Roger Federer, Novak Djokovic and Rafael Nadal have together won 60 Grand Slam titles. The Big Three have become true tennis legends to the sound of records and over the years have given birth to numerous epic matches that have thrilled the whole world of sport.
Their dominance in Grand Slam tournaments has reached unimaginable heights. Suffice it to say that since 2004, only eight players outside Federer, Djokovic and Nadal have managed to reach the most coveted milestone. Lorenzo Sonego has had the opportunity to face both Federer and Djokovic in his career.
Against the Serbian champion, the Italian managed to win the first direct clash in Vienna, where he beat a world number one for the first time; while he lost both matches with Federer: the first at Roland Garros and the second at Wimbledon.
Sonego: "The best among Federer, Djokovic and Nadal? I said..."
In an exclusive interview with Virgilio Sport, Sonego recalled the game he lost against Federer on the lawns of the All England Club. The Italian said: "Federer is definitely the player I grew up with.
Confronting him at Wimbledon Central was a unique experience. But Nadal and Djokovic are also two aliens, it is difficult to choose who is the best in this sense because all three have done crazy things, which are unlikely to be repeated.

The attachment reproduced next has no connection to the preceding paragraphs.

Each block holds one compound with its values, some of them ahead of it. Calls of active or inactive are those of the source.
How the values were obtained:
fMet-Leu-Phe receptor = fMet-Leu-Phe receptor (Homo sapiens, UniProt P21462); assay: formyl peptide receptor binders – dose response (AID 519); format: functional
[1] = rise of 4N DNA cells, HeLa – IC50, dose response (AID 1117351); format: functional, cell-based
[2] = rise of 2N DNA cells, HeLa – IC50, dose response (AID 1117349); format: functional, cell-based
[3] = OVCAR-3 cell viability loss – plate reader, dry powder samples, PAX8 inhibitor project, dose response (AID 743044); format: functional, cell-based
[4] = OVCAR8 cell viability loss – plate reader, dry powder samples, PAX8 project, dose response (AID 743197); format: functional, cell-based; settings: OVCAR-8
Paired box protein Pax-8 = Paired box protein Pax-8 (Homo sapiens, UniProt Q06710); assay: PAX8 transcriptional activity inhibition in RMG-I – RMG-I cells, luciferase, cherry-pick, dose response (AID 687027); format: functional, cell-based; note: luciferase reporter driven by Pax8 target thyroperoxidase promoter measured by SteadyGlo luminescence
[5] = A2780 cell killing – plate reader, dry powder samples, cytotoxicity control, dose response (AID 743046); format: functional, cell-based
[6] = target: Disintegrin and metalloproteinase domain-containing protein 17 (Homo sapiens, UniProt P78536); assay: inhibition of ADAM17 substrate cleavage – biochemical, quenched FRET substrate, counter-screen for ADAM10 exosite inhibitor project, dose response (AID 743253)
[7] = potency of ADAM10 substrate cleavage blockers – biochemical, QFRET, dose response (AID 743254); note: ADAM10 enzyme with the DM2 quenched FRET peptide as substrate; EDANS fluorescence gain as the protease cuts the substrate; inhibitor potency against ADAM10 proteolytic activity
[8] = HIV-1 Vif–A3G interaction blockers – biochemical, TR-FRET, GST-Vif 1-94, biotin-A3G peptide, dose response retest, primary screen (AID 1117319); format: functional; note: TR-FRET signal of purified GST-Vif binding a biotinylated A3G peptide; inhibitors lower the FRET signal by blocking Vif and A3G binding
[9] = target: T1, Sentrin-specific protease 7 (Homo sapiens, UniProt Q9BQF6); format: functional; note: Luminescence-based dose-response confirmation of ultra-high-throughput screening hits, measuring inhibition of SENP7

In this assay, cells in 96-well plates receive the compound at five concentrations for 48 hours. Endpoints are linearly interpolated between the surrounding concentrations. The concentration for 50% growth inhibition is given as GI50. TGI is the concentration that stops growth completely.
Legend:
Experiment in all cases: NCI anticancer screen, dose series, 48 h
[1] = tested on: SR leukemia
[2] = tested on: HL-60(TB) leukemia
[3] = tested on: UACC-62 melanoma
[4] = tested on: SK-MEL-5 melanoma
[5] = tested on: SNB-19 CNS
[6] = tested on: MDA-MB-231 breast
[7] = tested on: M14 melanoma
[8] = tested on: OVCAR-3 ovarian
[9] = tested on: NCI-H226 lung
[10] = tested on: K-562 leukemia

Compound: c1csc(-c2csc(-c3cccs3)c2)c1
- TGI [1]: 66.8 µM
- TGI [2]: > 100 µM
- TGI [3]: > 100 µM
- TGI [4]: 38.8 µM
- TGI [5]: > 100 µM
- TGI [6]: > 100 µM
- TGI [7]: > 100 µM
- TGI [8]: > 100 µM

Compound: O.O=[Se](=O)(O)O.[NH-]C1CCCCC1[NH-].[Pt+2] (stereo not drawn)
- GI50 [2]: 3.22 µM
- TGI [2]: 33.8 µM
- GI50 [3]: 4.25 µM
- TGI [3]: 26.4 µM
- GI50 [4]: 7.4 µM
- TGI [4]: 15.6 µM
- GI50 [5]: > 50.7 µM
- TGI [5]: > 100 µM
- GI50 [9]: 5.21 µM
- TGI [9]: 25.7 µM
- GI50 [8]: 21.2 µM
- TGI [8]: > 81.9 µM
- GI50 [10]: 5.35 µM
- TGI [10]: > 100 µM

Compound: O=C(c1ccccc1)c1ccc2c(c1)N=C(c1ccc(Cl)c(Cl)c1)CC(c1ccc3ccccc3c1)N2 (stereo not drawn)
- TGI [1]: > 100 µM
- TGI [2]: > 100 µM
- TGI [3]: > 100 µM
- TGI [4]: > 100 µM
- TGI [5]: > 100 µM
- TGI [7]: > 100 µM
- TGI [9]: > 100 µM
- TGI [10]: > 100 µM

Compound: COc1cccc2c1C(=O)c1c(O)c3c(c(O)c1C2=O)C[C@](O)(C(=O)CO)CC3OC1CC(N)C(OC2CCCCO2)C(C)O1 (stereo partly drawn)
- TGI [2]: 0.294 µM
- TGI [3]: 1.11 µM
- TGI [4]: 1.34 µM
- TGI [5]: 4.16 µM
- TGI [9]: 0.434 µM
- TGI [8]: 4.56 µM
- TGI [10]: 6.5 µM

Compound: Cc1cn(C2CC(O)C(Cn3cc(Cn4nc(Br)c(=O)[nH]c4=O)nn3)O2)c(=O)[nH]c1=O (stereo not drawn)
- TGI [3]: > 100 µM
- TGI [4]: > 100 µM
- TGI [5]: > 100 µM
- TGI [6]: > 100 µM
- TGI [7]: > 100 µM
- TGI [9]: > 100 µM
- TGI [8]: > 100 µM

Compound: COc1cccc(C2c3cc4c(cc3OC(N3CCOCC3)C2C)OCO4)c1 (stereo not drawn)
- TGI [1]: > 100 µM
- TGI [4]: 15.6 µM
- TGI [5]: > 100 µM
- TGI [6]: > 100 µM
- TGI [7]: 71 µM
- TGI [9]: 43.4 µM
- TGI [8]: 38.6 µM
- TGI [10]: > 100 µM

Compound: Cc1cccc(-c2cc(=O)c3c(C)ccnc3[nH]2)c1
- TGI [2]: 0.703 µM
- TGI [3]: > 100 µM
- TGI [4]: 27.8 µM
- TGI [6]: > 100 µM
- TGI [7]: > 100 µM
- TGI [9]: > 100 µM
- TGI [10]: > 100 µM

Which Slam do you dream of winning? Let's say I let you choose. Surely Paris for the Italians is the home Slam but I also really like playing in Australia, Wimbledon and New York. Then obviously one of the dreams would be to win the tournament in Rome which for us Italians is a bit like a fifth Grand Slam." Sonego then focused on the Olympic experience lived this summer.
He said: "Playing with the Italy shirt is always a great emotion that creates particular incentives for me to try to do well. It's always nice, then being my first Olympics it was an even more special experience that I can't wait to repeat in Paris 2024.
It has certainly given me a lot of incentives to continue to raise the level and be more and more competitive."